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Japan's Hulic to issue unique environment-related corporate bonds

If issuer does not meet environmental goals, yields will rise

Hulic's new corporate bonds will be the first of their kind in line with the environmental, social and corporate governance funding framework. (Photo by Tokuyuki Matsubuchi)

TOKYO -- Major Japanese property company Hulic plans to issue unique corporate bonds as early as October in accordance with the international framework for funding related to environmental, social and corporate governance. 

The yields on the new corporate bonds will rise if environment-related goals are not met. The new corporate bonds will be the first of their kind in line with the ESG funding framework. 

While investors provide funds to companies attaching importance to the environment, companies will proceed with environmental measures to avoid an increased interest rate burden.

In particular, Hulic has set a target of developing electricity generation facilities of its own. The goal is to have its headquarters and group companies powered entirely by renewable sources.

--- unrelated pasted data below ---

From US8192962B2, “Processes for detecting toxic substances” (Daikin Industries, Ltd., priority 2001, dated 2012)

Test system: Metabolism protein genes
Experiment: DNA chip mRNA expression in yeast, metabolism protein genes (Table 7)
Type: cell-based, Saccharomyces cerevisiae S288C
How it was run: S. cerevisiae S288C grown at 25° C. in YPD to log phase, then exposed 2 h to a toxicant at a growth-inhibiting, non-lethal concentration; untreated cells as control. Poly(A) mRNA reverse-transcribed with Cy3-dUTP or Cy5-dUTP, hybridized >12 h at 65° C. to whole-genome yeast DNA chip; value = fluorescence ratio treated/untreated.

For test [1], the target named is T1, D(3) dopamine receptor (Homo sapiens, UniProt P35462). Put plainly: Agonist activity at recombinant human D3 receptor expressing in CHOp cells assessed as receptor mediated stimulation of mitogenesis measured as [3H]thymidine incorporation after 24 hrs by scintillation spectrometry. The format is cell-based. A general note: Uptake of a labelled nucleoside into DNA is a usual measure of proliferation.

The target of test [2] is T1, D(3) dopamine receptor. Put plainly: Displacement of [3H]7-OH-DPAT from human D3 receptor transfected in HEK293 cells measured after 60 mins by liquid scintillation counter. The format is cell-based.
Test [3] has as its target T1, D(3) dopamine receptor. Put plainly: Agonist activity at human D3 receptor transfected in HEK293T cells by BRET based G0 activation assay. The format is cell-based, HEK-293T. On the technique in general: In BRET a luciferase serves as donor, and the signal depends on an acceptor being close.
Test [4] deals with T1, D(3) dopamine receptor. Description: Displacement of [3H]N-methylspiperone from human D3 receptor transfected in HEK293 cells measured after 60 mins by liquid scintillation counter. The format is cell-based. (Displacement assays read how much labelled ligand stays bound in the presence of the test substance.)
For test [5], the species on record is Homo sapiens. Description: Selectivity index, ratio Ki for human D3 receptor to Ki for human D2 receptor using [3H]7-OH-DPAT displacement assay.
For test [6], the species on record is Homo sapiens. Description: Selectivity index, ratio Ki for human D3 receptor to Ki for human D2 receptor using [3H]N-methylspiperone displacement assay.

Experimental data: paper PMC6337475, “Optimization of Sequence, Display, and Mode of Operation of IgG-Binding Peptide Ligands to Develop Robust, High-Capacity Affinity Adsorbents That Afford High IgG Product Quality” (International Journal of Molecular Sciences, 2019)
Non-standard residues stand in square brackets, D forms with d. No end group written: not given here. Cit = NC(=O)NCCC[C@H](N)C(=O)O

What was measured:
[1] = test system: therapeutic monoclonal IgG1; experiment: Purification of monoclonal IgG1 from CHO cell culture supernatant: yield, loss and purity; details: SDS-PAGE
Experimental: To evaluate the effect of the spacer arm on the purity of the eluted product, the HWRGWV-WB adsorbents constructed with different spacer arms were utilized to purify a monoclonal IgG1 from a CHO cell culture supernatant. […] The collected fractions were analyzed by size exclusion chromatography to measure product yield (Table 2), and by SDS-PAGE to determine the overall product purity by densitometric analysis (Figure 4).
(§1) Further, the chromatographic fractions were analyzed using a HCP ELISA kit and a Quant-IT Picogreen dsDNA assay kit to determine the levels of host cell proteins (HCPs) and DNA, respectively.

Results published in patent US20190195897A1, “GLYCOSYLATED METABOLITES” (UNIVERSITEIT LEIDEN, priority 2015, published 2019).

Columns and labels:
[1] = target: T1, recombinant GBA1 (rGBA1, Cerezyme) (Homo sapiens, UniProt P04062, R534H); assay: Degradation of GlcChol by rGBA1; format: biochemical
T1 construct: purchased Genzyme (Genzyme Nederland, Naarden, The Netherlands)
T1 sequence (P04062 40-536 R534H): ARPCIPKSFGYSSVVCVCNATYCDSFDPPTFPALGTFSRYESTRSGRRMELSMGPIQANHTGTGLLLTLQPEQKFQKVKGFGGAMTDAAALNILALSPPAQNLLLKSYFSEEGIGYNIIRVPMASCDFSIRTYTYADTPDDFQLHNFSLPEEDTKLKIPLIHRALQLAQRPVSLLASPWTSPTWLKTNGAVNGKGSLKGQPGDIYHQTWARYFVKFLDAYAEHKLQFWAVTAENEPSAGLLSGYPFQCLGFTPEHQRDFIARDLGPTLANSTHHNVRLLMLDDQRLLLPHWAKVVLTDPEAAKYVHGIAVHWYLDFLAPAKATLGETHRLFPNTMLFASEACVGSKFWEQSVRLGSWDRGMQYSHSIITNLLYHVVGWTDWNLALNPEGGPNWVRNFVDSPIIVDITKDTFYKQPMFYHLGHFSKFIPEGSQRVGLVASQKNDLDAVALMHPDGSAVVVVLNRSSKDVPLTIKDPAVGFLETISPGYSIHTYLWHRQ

Hulic has also set a target of completing a 12-story wooden commercial facility, the first of its kind in Japan.

If either of the two targets is not met by 2025, the yield on corporate bonds will rise by 0.1%.

The term of the bond will be 10 years and the company plans to raise around 10 billion yen ($94.4 million). Bond yields and other terms will be determined according to investors' demand, but if more investors who focus on ESG factors apply, the bond's terms could be better than those of ordinary bonds.

Mizuho Securities will be a lead manager, but other major securities companies are expected to be involved in bond flotation, as the issuance of this kind of bonds is likely to continue in the future.

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